Passion will keep gasoline alive
It is without question that the way cars with gasoline engines exist in the immediate future has to be reimagined. What automakers such as Porsche, Volvo, BMW, Acura, Ferrari and McLaren are doing with hybrid technology is inspiring and indicates that we will still be able to experience high levels of performance while further minimizing environmental impact.
It is unfathomable that the car community will let gasoline power go the way of the VCR.
There have been many ideas on how to minimize the number of cars with internal combustion engines — including taxes, tolls, banning cars from city centers, or swapping car lanes for bike lanes. All of these are highly possible, and would force passionate car enthusiasts to find newer, more responsible, more thoughtful ways to celebrate the internal combustion engine. Even with all this pressure, it is unfathomable that the car community will let gasoline power go the way of the VCR.
The emotion car enthusiasts feel about their rides often borders on anthropomorphism. We name them, we fight about them, we stare at them, we obsessively clean them, we sometimes curse them, we dream about them, and we love the experience of driving them. Cars have literally and figuratively taken us through our lives and often are the physical representations of important life milestones. They are a means to join your friends or escape on a solo road trip adventure. Of course, an electric car can take you on a road trip and undoubtedly, many drivers passionate about the internal combustion engine drive a hybrid as a commuter car, but it is the gasoline engine that remains the heart and soul of car culture.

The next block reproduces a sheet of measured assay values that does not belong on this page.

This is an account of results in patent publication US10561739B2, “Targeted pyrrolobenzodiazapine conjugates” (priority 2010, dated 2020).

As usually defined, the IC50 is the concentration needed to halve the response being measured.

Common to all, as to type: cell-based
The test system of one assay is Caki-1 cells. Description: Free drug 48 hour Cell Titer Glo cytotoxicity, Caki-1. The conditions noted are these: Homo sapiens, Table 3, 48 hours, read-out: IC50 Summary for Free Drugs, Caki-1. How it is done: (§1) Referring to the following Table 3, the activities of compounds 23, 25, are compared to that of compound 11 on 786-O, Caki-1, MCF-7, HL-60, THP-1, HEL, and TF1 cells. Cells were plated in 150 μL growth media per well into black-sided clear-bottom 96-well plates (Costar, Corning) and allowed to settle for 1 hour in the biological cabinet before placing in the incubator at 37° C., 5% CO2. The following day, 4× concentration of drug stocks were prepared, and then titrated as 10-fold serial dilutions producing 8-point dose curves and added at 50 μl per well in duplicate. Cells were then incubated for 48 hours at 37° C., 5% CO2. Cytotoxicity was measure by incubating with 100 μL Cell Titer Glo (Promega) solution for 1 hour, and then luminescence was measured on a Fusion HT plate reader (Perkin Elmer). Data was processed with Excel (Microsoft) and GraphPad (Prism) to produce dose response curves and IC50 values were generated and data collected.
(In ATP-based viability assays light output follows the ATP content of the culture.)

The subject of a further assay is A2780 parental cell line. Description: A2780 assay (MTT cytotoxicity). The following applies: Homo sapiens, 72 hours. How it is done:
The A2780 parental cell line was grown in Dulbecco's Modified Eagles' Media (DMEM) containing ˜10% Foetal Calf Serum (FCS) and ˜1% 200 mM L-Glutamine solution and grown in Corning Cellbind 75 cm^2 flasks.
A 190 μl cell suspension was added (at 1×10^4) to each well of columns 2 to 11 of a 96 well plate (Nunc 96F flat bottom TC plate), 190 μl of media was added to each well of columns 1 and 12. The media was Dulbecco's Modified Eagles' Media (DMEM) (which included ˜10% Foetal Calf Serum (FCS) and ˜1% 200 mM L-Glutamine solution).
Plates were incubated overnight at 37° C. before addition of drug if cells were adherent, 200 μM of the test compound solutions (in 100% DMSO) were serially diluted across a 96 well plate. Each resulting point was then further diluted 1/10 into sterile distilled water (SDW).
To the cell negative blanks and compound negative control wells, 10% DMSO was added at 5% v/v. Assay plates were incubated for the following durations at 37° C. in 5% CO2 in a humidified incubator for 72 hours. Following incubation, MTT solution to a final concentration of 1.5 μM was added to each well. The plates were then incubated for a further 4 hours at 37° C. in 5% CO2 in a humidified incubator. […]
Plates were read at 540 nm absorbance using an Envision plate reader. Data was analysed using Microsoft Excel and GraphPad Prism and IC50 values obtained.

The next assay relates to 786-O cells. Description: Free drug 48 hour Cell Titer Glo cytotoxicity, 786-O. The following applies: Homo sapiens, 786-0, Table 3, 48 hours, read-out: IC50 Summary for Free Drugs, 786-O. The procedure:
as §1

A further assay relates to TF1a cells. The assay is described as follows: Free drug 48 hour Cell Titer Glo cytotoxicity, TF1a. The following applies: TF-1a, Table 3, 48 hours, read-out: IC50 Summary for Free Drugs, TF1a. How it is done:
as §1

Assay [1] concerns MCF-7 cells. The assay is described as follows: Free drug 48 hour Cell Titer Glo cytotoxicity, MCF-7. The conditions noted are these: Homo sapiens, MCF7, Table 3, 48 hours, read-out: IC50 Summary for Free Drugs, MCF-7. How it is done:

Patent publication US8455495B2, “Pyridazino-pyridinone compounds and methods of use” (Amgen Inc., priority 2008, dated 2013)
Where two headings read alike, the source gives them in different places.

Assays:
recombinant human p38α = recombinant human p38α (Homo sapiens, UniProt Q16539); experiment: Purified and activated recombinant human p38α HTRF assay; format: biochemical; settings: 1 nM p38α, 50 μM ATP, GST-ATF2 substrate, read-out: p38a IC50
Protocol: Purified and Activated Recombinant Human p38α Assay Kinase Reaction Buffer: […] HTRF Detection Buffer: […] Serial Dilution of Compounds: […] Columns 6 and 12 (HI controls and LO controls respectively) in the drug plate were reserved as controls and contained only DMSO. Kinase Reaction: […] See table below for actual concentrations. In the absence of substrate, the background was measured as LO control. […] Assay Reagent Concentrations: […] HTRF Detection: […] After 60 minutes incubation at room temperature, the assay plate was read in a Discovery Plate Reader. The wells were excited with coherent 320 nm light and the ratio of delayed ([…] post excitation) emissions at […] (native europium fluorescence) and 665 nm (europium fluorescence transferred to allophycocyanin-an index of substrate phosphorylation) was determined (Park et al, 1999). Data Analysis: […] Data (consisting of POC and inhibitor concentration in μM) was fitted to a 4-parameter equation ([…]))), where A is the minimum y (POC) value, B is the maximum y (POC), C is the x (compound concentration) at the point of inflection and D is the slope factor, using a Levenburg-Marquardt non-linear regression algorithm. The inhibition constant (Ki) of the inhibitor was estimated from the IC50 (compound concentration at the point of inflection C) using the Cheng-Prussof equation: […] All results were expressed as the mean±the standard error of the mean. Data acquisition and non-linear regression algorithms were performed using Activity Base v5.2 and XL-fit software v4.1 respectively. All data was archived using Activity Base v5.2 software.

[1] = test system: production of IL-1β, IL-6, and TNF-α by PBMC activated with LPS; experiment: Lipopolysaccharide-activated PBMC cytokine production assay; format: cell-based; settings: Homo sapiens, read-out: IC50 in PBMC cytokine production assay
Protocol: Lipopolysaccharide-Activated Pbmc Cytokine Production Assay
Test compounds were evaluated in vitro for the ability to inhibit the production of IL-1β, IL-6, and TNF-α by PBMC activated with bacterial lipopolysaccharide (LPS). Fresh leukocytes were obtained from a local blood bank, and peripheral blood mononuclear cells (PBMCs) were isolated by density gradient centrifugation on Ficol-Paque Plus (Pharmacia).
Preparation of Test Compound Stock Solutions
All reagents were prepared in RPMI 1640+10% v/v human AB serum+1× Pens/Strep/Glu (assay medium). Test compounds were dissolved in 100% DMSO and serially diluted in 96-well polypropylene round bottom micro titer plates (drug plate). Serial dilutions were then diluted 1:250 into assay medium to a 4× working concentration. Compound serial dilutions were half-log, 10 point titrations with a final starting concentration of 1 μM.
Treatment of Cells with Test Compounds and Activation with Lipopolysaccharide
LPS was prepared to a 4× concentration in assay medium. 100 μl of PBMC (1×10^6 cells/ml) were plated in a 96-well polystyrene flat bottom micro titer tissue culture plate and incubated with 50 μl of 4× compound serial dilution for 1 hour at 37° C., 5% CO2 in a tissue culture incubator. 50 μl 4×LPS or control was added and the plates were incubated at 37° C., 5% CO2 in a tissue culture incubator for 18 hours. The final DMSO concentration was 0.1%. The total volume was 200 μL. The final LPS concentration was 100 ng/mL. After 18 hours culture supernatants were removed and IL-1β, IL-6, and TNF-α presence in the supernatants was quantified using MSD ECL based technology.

This matters – car culture matters – as our world becomes more digitized, computerized, and polarized. We need to celebrate and embrace the internal combustion engine as a means to connect us in a tangible and emotional way.
Before your eyes start rolling, this isn’t a bury-your-head-in-the-sand statement. We can all recognize that the tides are turning. However, maybe this is just what true car enthusiasts need. For those on the fence or on a Tesla waitlist, those that view cars as solely a means of transportation, and those that drive around with piles of week-old fast food containers and tissue boxes in the rear window, please feel free to peel off and be transported by the soulless self-driving toasters of the future. That leaves the rest of us – the pure enthusiasts – to form a stronger bond as we celebrate and preserve the internal combustion engine. While manufacturers will produce fewer gasoline-powered cars, it will be the enthusiasts that will support and encourage them as they keep evolving, pushing the envelope in terms of performance, design and extracting more efficient power.
Regardless of what happens with electric cars, the combustion engine enthusiast community will continue to join forces every Sunday morning. We will thumbs-up at the vintage beauty cruising by us, and will push our ballistic missiles down the track. We will continue to support local car clubs or get out to a sports car or Indy Car race at a track nearby. While the rest of the masses are transported, isolated in soulless electric boxes, we will continue to love the driving experience of turning flammable liquid into noise and speed.